Innovation in Ethics
Funded by Class of 1964
Since 2001, the Stockdale Center for Ethical Leadership has fielded teams for the Intercollegiate Ethics Bowl, sponsored by the Association of Practical and Professional Ethics (APPE), a Baltimore regional Ethics Bowl, and the annual Loyola Marymount University Los Angeles Business Ethics competition. The APPE and Baltimore regional competitions are similar to traditional debate competitions. In these competitions, teams discuss 15 cases involving moral dilemmas from public and private life and present solutions to panels of judges drawn from academia and the private sector. In the Los Angeles competition, teams analyze an ethical dilemma faced by an organization and develop and present recommended solutions to judges from the senior management ranks of various companies.
In preparation for the competitions, team members, and other interested midshipmen, meet a minimum of twice a week with Stockdale Center staff member Dr. Shaun Baker to analyze cases, rehearse arguments, and polish presentation skills. Annually, up to thirty midshipmen participate in the preparation sessions and competitions. The Stockdale Center selects the Naval Academy representatives for these competitions, funds the participants, and sends Dr. Baker as accompanying coach for the competitions.
Through the Ethics Bowl competitions, midshipmen hone their ethical reasoning and presentation skills, compete in an intense environment, and represent both the Naval Academy and the military to a primarily civilian audience. The Bowl teams' repeated successes are a testament to the effectiveness of the Naval Academy's ethics and leadership programs, as well as the mentorship of the Stockdale Center staff.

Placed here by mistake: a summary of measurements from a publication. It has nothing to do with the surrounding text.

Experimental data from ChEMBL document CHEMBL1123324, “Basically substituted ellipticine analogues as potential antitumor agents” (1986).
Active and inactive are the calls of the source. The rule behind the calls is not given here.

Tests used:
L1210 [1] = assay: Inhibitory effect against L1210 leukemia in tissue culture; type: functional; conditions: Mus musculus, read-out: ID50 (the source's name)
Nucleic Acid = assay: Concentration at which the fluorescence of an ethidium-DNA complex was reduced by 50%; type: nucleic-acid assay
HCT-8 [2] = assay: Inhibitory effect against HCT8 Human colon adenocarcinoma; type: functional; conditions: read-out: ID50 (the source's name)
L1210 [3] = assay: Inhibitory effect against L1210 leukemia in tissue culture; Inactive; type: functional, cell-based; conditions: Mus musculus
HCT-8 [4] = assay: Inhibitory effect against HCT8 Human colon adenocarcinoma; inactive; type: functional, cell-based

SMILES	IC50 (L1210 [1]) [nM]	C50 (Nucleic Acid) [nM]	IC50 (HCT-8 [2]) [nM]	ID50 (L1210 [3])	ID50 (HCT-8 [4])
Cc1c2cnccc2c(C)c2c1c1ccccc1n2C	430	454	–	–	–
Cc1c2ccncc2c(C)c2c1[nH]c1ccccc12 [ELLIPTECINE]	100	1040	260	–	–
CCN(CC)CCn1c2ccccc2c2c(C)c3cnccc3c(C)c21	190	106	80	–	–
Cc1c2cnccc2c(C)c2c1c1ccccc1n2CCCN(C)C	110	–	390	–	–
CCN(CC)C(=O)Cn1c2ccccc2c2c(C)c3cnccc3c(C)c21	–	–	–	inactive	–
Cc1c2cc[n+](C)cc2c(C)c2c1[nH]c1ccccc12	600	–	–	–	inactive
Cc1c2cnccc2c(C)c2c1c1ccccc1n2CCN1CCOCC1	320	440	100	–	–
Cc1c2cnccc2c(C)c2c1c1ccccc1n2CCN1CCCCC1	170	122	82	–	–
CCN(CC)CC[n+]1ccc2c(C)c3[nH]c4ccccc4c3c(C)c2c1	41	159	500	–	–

The Stockdale Center has produced four ethical decision making simulations: Last Call, The Weekend, The Dream and The Party in partnership with WILL Interactive Inc., thanks to the generous funding from the U.S. Naval Academy Foundation, Mr. Stephen G. Newberry, U.S. Naval Academy Class of 1975, and Mr. Paul E. Tuttle Jr., U.S. Naval Academy Class of 1967.
Participants in the simulations are immersed in a realistic world that they see on the computer screen. They are presented with a situation that has moral and ethical dimensions. The participants are then faced with a series of decisions. Because the simulation is interactive, every choice made leads the narrative in a different direction and brings ramifications and consequences. The decisions made affect the situation's outcome.
The simulations comes with a practical, step-by-step tool that walks the participant through a decision-making process, going from moral awareness through moral action. Learning to apply an ethical leadership decision-making model assists students in developing the moral "muscle memory" that will be required in high-stress, morally ambiguous situations. Difficult ethical decision making becomes easier when it is built on a foundation of ongoing practice. Learning to walk the steps from moral awareness is an indispensable skill for an ethical leader.
The Stockdale Center supports the training of Navy and Marine Corps Faculty and Staff members to become qualified Low Ropes Facilitators. Low Ropes is a portable system that provides facilitators an opportunity to engage midshipmen in alternative learning environments in order to stress different aspects of teamwork and leadership; this includes topics such as trust, communication, planning, and critical thinking. Low Ropes combines tools and props such as steel beams, ropes, rubber mats, and balls with stories and scenarios to engage midshipmen in a fun and safe environment.